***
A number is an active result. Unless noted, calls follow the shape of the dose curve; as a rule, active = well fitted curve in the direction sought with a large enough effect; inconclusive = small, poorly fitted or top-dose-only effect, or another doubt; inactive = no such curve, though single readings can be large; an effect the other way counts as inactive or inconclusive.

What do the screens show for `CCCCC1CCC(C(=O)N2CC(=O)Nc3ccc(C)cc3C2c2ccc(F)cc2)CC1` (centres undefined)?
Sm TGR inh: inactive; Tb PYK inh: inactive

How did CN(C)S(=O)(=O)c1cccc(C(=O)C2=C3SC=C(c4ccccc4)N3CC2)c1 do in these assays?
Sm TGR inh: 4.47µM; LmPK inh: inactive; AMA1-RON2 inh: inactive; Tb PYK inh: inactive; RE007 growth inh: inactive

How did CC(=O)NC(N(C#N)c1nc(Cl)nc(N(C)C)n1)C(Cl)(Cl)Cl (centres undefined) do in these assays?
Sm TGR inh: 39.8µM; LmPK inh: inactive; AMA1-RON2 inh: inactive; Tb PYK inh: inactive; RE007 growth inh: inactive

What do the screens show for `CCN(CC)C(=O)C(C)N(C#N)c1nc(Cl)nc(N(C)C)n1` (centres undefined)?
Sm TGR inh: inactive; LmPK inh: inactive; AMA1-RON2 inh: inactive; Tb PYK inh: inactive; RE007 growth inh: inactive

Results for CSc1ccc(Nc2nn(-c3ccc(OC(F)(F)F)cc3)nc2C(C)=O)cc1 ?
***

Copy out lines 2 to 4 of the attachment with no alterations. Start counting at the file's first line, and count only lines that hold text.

What do the screens show for `CCCCC1CCC(C(=O)N2CC(=O)Nc3ccc(C)cc3C2c2ccc(F)cc2)CC1` (centres undefined)?
Sm TGR inh: inactive; Tb PYK inh: inactive

How did CN(C)S(=O)(=O)c1cccc(C(=O)C2=C3SC=C(c4ccccc4)N3CC2)c1 do in these assays?